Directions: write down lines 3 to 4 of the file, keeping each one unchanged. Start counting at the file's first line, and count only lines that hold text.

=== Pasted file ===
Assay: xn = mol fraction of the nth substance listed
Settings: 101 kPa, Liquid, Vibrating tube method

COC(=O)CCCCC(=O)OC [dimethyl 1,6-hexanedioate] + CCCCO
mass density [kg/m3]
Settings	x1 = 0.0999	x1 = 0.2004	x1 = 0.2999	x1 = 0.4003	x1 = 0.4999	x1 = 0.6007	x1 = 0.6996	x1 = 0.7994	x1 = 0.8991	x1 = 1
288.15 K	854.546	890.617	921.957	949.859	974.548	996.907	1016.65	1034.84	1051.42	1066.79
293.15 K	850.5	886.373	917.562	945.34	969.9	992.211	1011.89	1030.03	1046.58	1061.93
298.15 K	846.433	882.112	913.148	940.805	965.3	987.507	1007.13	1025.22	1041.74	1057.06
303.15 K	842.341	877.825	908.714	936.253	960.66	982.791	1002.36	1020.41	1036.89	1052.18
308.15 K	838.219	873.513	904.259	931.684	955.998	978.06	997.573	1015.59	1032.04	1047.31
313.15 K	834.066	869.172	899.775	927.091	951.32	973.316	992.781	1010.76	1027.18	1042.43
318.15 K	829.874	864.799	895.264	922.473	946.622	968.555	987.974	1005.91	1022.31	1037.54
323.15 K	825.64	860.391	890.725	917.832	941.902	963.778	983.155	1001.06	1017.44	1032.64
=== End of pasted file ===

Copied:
COC(=O)CCCCC(=O)OC [dimethyl 1,6-hexanedioate] + CCCCO
mass density [kg/m3]